After a good night’s sleep (good because we went to bed early like the nanas we now are), we set off mid-morning in search of adventure. Adventure soon found us, when we happened upon a beautiful Synagogue, home of the East Melbourne Hebrew Congregation. There were some gentlemen standing outside and, with Purim afoot that evening, we stopped and asked if they had any festivities planned; they didn’t as such, though they told us of some elsewhere in the city, adding that the morning’s Shabbat Service was about to begin and we were welcome to attend. We accepted their kind offer and made our way upstairs to the women’s section – being that it was an orthodox synagogue – which allowed us a superlative view of all the goings on in the men’s section below. Lauren and Alethea decided not to stay for the whole service and we arranged to meet up when it was finished. As for myself, I was enthralled; I have only ever attended reform services before, so I found it fascinating to be part of a more traditional one. I had the good fortune to sit next to a very kind and gracious woman called, Margot, who guided me through what to do when. The service included a blessing for a groom, which was beautiful, and after Kiddush (the ritual blessing and drinking of wine, which, in East Melbourne, included whisky – much to my delight) there was a luncheon in the bride and groom’s honour. The food was amazing and included the most delicious chocolate layered thingy I have ever eaten.
Feeling spiritually and choclatically sated, I met up with Lauren and Alethea, and we made our way, on foot, to the Rose Street Artists’ Market in Fitzroy. We saw some wonderful buildings along the way, which looked resplendent in the shining sun. The Market, though small, was excellent; Melbourne has some seriously talented creatives. We didn’t stay too long looking at all the wares, as much of the market was in a tin shed that was stinking hot; so, we ate the apples Lauren had brought with her (like the excellent mum she is) and we wandered back to our apartment in Chinatown, to freshen up before embarking on our afternoon and evening events.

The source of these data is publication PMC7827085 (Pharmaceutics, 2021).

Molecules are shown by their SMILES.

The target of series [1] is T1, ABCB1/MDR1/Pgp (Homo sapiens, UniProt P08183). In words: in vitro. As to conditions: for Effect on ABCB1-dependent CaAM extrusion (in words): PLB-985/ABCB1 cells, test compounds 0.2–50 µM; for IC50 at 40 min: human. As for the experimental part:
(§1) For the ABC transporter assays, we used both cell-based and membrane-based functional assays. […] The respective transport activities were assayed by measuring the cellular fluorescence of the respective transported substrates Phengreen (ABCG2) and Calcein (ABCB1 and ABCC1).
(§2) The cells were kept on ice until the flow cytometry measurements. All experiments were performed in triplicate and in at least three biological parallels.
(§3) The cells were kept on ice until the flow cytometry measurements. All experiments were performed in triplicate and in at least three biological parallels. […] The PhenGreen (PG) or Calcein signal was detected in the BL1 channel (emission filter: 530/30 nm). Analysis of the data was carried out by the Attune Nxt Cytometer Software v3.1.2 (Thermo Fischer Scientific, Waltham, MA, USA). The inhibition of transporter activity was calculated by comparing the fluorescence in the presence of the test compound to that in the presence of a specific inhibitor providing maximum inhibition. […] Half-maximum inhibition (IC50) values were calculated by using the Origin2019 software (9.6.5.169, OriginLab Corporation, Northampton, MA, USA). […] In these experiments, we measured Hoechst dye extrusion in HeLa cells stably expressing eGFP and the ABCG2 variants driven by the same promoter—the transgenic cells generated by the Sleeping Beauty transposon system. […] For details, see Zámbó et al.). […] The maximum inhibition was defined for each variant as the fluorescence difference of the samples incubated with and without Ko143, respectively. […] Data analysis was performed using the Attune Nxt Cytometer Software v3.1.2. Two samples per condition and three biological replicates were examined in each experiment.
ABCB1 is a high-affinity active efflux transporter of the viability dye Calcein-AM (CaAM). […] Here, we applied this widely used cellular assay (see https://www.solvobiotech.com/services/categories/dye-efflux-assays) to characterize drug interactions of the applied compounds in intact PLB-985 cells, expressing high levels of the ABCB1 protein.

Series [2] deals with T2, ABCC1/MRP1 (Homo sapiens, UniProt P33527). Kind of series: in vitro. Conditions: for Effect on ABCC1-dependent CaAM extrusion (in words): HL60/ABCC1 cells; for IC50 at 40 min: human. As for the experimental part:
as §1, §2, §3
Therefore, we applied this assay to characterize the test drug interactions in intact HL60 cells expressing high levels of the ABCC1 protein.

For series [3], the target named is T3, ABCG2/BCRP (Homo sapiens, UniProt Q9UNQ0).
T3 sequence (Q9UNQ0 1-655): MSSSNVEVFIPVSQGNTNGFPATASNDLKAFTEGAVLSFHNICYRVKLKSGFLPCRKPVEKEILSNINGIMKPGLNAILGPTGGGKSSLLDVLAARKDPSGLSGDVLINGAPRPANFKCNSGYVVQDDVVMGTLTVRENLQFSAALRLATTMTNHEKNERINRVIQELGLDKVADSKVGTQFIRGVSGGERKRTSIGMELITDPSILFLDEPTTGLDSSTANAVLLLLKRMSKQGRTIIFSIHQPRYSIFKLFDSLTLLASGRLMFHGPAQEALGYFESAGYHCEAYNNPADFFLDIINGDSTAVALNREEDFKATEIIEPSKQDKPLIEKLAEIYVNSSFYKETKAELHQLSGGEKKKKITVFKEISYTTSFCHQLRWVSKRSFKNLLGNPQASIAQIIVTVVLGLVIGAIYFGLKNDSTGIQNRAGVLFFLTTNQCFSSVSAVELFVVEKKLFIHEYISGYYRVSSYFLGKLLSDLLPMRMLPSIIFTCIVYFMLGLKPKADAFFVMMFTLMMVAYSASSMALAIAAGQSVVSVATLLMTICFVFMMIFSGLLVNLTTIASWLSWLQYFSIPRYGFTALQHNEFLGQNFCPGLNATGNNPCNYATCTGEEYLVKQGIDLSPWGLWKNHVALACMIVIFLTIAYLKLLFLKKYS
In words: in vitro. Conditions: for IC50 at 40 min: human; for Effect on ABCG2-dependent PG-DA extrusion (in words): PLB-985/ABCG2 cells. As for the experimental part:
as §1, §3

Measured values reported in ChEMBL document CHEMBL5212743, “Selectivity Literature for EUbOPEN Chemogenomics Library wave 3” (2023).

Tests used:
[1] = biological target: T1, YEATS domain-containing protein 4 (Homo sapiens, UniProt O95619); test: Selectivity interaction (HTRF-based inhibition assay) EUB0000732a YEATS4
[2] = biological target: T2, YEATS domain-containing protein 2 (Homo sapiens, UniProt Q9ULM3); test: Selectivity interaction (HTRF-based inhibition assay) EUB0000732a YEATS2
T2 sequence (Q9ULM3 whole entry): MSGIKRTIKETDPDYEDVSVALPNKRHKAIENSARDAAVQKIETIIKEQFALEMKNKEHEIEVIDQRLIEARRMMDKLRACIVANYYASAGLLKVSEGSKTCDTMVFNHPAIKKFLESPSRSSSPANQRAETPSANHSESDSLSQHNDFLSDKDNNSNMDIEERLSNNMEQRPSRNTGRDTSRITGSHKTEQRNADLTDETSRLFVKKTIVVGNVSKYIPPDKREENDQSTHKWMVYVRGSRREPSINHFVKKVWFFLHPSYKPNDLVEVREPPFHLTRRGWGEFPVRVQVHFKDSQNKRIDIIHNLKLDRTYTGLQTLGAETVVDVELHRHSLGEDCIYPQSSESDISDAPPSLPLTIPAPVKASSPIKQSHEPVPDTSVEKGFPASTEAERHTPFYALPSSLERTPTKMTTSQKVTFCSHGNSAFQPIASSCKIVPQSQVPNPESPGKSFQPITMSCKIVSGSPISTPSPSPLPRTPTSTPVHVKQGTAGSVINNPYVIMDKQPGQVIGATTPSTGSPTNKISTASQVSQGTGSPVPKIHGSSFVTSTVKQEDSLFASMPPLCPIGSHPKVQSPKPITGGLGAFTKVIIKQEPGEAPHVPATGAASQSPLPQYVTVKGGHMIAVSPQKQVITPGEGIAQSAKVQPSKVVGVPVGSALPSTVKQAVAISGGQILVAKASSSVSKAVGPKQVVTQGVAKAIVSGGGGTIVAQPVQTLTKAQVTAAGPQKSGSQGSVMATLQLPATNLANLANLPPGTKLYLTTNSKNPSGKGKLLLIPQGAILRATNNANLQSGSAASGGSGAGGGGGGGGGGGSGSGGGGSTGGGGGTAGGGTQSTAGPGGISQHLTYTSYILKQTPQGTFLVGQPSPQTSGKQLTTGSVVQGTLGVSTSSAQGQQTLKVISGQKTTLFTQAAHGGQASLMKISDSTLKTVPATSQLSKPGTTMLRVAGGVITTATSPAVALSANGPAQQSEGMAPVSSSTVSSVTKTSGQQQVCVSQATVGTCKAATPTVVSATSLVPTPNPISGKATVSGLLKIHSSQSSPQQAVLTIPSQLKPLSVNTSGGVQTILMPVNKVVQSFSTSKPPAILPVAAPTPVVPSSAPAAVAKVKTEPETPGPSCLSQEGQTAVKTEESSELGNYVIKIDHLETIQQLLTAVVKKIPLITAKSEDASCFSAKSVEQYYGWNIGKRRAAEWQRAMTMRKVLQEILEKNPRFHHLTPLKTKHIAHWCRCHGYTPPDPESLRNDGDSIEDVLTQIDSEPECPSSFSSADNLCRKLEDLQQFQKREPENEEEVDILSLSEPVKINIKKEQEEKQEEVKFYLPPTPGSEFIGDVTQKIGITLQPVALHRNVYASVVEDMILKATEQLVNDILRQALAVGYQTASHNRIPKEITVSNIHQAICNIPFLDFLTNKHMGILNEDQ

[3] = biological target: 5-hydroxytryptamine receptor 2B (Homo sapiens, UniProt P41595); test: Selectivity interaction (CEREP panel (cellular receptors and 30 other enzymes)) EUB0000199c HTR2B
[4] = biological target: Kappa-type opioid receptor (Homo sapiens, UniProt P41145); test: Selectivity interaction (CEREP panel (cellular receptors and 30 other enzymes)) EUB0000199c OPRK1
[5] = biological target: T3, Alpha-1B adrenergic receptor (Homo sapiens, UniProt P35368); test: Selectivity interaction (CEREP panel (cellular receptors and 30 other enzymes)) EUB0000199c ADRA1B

The main event was meeting up with Alethea’s old friend Nathan and his friend Matt (it may be that Alethea also knew Matt, or maybe not; either way, that’s who we met). Our initial meeting took place at a rooftop bar called Madame Brussel’s. It’s impossible to describe just how amazing the bars in Melbourne are, I have never seen places like them; it seems even alcohol vendors in the city of soul are creative geniuses. Madame Brussel’s was no exception; I thoroughly enjoyed being in such unique surrounds.
Next, the 5 of us went to a dumpling restaurant, called Hutong, for which we’d received two separate recommendations within 20 mins of each other. Its reputation was well-founded and clearly well-known, as it was very busy. Everyone enjoyed their meal; everyone, that is, except me. It can be tricky being a vegetarian when you don’t really like vegetables, especially of the cooked variety, which is what restaurants tend do to them. Even so, I enjoyed being there, as the company was excellent.
After everyone had finished eating, and I had ceased moving spinach dumplings around my plate, we went to Section 8, an outside bar and music venue favoured by New Zealanders. It was easy to why; it was laidback and grungy and a little bit dirty, just the way we like it. Instead of chairs and tables it had warehouse crates and oil drums, the roof was made of corrugated plastic, the front wall was a wire fence, the bar was a hut and the music was awesome, which, in keeping with the venue, was dirty and deep. We only stayed for one drink, as the music was too loud for conversation and we are old now and prefer genial conversation to shouting inane comments to each other while bobbing our heads and checking out the talent.